Today the city’s parks and squares are lined by historic government buildings, elegant churches and 19th-century mansions. Instead of an Austral outpost, Punta Arenas retains the air of a rather chilly, windswept Spanish city.
As I rounded a corner, my eye was drawn to a blue plaque on a building commemorating the city’s important role in polar exploration; the building was once the home of the British Club and in 1916 had served “as headquarters for the explorer Sir Ernest Shackleton when he was planning the rescue of his men of the Endurance, stranded at Elephant Island” (says the inscription).
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Punta Arenas had been no mere mail-drop or supply stop for Shackleton; instead, the city had played a significant role in what is now a well-known epic story of survival. His ship crushed in the ice and his men stranded on the barren and isolated Elephant Island, Shackleton had made a voyage to South Georgia by open lifeboat. After crossing the island’s unconquered and mountainous interior, “The Boss,” as he was called by his men, reached a whaling station, from where he travelled to the Falkland Islands and onto Chile.
In Punta Arenas, Shackleton was feted as a hero, and made the rounds of the city’s rich and influential, in an effort to organize the rescue of his remaining men. The Chilean government offered to assist him, and the local people—from ordinary citizens to wealthy ranchers and merchants—all chipped in to help with the considerable expense.
Finally, after several unsuccessful efforts, Shackleton set sail once more aboard the Chilean naval vessel The Yelcho under the command of the Chilean skipper Luis Pardo. The Yelcho made it through the ice, and Shackleton’s men hurriedly left their rocky outcrop before the conditions could also ensnare their saviour. Upon their arrival back in Punta Arenas, all were greeted as heroes and the legend of Shackleton as the great leader was forged.
Although Shackleton’s plight may be a favourite topic for motivational speakers, what few know is that the prow of The Yelcho rests in Chile’s Puerto Williams; the remote southernmost town in the world and my stepping off point for a trip around Cape Horn.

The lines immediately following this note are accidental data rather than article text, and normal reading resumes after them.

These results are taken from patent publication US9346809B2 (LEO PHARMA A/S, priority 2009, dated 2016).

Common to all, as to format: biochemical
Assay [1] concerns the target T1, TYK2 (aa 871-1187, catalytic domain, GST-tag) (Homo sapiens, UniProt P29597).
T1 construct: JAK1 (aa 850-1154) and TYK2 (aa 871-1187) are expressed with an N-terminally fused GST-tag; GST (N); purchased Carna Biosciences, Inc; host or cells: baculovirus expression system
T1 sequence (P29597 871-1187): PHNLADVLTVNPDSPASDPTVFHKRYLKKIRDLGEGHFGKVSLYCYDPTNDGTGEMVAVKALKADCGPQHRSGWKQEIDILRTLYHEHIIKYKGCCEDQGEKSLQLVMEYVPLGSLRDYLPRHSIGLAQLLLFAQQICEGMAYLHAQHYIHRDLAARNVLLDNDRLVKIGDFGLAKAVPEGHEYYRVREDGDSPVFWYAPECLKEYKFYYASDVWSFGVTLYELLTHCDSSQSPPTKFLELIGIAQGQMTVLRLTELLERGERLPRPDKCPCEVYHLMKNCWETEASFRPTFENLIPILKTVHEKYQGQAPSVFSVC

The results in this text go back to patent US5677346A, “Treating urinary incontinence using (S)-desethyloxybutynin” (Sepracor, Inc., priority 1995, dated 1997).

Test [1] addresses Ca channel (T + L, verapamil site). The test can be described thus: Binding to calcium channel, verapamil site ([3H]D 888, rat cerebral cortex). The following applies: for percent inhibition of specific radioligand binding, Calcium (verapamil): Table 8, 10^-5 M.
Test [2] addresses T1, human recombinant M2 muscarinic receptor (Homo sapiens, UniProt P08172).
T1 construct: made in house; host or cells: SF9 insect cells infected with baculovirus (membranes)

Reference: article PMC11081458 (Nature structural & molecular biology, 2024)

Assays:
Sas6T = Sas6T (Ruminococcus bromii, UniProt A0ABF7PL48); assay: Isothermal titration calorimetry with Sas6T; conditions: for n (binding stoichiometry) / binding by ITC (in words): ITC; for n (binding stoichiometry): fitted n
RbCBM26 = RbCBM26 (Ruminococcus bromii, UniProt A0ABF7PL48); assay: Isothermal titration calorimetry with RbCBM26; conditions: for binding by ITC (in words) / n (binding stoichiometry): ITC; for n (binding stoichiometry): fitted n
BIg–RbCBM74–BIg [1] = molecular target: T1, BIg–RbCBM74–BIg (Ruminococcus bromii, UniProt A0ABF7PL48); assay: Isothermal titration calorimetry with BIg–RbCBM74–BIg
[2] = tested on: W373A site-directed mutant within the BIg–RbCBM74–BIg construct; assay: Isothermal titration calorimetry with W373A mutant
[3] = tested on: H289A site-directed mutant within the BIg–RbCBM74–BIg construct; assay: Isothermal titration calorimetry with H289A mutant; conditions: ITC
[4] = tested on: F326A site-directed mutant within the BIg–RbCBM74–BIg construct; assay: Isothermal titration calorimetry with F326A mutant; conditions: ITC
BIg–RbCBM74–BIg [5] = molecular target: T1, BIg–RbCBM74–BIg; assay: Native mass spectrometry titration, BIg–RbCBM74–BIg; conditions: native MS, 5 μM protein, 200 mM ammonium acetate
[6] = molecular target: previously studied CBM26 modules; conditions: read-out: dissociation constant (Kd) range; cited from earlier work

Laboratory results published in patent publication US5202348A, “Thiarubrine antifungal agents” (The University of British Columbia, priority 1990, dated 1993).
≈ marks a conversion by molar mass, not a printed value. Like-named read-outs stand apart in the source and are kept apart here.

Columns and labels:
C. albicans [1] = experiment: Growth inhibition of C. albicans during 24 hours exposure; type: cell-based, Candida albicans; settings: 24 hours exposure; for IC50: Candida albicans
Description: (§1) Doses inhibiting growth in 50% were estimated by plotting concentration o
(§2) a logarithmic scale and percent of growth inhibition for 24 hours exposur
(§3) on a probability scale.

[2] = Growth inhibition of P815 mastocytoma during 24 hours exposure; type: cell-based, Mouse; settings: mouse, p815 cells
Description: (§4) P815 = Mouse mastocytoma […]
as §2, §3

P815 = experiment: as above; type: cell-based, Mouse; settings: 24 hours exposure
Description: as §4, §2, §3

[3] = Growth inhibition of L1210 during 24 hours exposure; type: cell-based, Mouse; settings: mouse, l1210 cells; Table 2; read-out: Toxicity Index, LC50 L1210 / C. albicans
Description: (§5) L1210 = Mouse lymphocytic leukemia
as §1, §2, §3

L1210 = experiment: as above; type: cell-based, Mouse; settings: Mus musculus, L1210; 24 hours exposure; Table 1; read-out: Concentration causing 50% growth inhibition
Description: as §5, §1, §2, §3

After consuming a bag of empanadas, I headed across a square to the Bar Shackleton for a nightcap. Located in the former home of a wealthy magnate who had assisted the explorer with his fundraising efforts, I settled in a wood-paneled room in which Shackleton himself had likely dined. Surrounded by photos of The Boss and illustrations of his dramatic journey, I sat and sipped a local Hernando de Magallanes beer and looked ahead to my own trip to The End of the World.
The next day I set sail into the Straits of Magellan aboard the Stella Australis, an expedition cruise ship that plies its trade between Punta Arenas and Ushuaia, Argentina. With shadows lengthening and the chill of a Patagonian spring driving us inside the ship’s comfortable lounge, we headed away towards Alberto de Agostini National Park.
Over the coming days we sailed narrow waterways beneath towering cliffs, our way blocked by mountainous glaciers. For centuries these channels had frustrated ancient mariners seeking a passage from the Atlantic to the Pacific. It was the Portuguese explorer Ferdinand Magellan who was the first European to track the entire strait in 1520. While we spent our evenings gazing skyward at spectacular celestial displays, early explorers had warily watched the shoreline campfires of the local Yahgan people and accordingly dubbed the region Land of Fire: or, Tierra del Fuego.